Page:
April 2024: Take Me To Your Leader

Column Description: This column is an eclectic exploration of leadership. It acknowledges that leaders and the lessons we can learn from them can be found in the most unlikely places.

Congratulations – you’ve been approved to attend a conference! Whether it’s PLA, ALA, NYLA, or any other conference, have I got some tips for you. Consider this a gift purchased by me with many years of mistakes.

Register early

Aside from the monetary difference, some conferences don’t allow you to pick a hotel until you have registered. Rooms, especially in the hotels closest to the conference center, book up quickly. You don’t want to walk two miles in the heat of D.C. or New Orleans (ask me how I know). Flights, too, should ideally be purchased as soon as possible, especially if the conference city is on a less popular route from where you live.

Wear comfortable shoes

I know people say this all the time, but they say it because it’s true. Leave the new clogs you just bought at home. You are going to walk forever each day; you deserve not to hobble around in pain by the second day. A pack of blister bandages is also an excellent idea.

Consider your outfit choices carefully

This is different for everyone. I am jealous of the people I see in adorable, colorful ensembles, but I also know that doesn’t work for me. I do far better with a couple pairs of hiking pants and the same type of shirts in a technical material, with a cardigan or two and maybe one travel dress just in case. Everything is black, maybe with one pop of color in a layering piece. Everything can be washed in the sink. Inevitably, I don’t wear at least one item. I have a theory that you could wear the same outfit every day at a conference and no one would notice, though I have yet to test this.

Look at the schedule before the conference

Develop your schedule before you arrive because once you hit the ground, it’s a whirlwind. Is there a conference app? Use it. Be sure to have one or two alternate possibilities for each program slot, as rooms can and do fill up.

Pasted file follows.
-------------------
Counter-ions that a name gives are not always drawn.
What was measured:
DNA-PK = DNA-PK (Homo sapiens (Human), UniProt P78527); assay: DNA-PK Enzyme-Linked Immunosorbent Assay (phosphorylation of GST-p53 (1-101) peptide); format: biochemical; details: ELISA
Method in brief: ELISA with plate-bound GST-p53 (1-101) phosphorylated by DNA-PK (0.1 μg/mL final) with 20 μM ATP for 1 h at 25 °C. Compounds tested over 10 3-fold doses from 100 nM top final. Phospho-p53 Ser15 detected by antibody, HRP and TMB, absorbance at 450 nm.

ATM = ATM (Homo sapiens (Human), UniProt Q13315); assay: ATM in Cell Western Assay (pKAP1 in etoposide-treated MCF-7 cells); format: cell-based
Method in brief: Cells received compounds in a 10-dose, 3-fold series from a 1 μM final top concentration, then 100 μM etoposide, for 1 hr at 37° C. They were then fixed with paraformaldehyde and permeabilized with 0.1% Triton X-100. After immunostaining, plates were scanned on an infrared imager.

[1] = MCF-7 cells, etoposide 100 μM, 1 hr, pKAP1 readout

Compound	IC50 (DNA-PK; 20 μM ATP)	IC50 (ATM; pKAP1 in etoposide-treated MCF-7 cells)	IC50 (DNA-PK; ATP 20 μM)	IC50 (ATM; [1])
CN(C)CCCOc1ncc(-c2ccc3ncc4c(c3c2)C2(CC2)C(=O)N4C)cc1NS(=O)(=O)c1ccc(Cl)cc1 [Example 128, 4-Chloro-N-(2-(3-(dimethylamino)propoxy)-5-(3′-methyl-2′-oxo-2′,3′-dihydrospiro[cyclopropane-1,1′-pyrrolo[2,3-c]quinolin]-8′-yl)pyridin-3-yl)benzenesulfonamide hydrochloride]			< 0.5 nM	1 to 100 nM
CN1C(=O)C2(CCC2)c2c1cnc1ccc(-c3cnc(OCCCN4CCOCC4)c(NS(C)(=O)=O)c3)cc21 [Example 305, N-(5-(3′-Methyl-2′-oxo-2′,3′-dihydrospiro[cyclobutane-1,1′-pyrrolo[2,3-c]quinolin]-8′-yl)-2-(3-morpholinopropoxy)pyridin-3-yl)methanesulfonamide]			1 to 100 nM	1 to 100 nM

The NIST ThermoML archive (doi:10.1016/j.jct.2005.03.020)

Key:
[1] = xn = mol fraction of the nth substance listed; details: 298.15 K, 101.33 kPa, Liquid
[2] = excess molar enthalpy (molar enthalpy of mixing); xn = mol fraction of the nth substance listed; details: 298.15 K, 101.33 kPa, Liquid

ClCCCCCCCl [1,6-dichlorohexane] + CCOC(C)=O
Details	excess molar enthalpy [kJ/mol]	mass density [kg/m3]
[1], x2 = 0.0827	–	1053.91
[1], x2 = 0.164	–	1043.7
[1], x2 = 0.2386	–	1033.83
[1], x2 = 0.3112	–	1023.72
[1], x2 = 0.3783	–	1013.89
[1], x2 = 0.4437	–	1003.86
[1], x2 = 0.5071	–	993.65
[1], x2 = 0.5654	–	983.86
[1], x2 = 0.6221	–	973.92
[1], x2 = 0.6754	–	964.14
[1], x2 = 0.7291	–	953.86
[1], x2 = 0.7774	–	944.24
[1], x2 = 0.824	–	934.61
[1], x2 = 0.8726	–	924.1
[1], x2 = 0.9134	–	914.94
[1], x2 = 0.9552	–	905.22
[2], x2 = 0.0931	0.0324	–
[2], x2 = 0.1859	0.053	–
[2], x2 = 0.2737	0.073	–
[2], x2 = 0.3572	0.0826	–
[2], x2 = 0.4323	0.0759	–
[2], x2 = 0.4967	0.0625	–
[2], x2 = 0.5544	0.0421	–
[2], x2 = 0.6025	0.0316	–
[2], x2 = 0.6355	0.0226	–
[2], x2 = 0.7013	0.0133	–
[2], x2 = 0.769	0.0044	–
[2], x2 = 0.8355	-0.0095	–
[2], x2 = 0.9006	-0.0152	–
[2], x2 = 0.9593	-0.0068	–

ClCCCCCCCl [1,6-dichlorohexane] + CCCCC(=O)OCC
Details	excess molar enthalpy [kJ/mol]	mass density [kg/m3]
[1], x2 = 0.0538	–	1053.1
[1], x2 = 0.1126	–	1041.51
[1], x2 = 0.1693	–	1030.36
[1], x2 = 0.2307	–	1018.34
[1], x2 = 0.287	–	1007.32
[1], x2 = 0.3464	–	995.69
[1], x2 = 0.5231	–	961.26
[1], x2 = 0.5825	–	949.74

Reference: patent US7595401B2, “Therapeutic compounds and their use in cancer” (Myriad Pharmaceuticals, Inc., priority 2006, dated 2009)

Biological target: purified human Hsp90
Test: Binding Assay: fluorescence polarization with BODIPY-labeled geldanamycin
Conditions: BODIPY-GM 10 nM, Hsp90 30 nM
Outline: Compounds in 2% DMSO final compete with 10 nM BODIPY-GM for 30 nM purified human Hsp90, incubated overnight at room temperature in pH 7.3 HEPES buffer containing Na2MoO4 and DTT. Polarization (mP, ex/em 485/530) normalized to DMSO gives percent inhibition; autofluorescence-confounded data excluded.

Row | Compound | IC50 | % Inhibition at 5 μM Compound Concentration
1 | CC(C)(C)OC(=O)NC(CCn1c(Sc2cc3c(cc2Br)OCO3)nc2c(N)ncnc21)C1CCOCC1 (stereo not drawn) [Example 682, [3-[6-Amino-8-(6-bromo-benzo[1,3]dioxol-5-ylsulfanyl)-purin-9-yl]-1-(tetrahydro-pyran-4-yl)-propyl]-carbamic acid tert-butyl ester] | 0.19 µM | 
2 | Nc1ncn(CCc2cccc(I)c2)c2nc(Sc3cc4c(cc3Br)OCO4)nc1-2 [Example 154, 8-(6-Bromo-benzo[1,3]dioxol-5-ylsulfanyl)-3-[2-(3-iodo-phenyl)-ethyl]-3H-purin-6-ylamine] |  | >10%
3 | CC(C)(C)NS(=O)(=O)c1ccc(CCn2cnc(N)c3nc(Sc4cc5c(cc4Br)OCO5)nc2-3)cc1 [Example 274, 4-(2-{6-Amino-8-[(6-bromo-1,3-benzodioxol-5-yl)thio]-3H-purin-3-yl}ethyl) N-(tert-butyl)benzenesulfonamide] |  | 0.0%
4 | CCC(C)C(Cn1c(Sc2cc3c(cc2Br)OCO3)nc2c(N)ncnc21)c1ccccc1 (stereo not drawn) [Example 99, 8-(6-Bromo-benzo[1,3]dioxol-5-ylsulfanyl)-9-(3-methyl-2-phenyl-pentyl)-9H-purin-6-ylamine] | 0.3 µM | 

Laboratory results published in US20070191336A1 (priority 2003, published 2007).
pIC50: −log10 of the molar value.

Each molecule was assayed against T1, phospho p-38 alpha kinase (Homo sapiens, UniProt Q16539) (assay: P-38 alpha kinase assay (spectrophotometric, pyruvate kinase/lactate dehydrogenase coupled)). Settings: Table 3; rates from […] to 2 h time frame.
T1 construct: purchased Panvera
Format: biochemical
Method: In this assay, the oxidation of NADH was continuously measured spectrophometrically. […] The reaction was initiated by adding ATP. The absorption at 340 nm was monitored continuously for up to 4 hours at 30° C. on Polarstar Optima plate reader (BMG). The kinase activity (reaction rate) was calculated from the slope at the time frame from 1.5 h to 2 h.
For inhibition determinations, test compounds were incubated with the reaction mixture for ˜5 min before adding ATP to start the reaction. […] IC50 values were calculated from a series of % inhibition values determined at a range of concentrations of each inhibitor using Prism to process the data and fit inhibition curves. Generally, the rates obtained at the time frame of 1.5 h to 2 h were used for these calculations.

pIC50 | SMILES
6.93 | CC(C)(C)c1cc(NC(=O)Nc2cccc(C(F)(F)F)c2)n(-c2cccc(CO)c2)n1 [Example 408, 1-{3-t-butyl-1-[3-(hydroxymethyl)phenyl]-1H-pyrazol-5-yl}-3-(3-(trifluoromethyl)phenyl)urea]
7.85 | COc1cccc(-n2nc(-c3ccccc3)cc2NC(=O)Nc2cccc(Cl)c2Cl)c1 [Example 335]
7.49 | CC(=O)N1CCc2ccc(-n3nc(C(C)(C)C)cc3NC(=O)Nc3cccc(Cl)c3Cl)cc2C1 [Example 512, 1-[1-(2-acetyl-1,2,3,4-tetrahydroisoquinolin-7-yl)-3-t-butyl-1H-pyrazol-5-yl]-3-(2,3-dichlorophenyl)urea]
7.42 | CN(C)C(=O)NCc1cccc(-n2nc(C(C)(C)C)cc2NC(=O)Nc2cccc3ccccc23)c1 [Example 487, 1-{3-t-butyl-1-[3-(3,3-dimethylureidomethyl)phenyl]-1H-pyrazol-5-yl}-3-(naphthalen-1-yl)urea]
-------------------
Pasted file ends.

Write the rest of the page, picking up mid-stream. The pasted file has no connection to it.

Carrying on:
Attend at least one session that has nothing to do with your job

Are you an IT person? Go to a program about Children’s Services. Are you sure you’ll never want to work in Administration? Go to that panel presentation by library directors sharing what they’ve learned over the years. Yes, the conference is a time to delve deeper into your specialty, but it’s also a great place to break out of your comfort zone and learn about aspects of librarianship that are completely new to you.

Bring snacks

It is possible you will not have time for a regular lunch when you are running from session to session.  Protein bars may become your new best friend. Whatever your favorite, travel-friendly snacks are, bring them.

On the other hand, make sure to make time for meals

Sure, I just contradicted myself, but why not? I highly recommend enjoying at least one decent meal per day if you don’t have time for more. If you get to eat with your new friends (see below), so much the better.

Find out where the post office is located

This is one of the first things I do when I get to the convention center. Is there a conference post office right on the exhibits floor or somewhere else in the conference center? Ask at the registration or information desk. You are going to pick up a lot of swag, even if you promise yourself you won’t. Sending this home from the nearest post facility is highly preferable to dragging your wares several blocks or trying to cram them into (and weighing down) your suitcase.

Meet new people

It is my opinion that it is better not to spend much time with the people from your library or even your area. At a national conference, especially, you have the opportunity to meet people from all over the country and maybe even from other countries. They may have very different experiences and values than you. This is a good thing.

Nearly 20 years ago, after a long, tiring day, I hauled myself onto a shuttle bus. The woman sitting next to me must have had every conference ribbon attached to the badge that indicated that she lived in a different state than I did. “I’m a new librarian and this is my first conference!” she gushed. Guess what? We’re still friends.

Elizabeth Olesh has served as Director of the Baldwin Public Library since 2014. She holds a B.A. in English from Columbia and a second B.A. in Fine Arts / Photography from Empire State College, as well as an MLS from Queens College, CUNY and an Executive MPA from Baruch College. When she isn’t getting degrees or working, Elizabeth enjoys staring deeply into her dog’s eyes, working out, drinking coffee, watching movies, and reading - often all at the same time. She is a fan of Disney trips, napping, and the Oxford comma.
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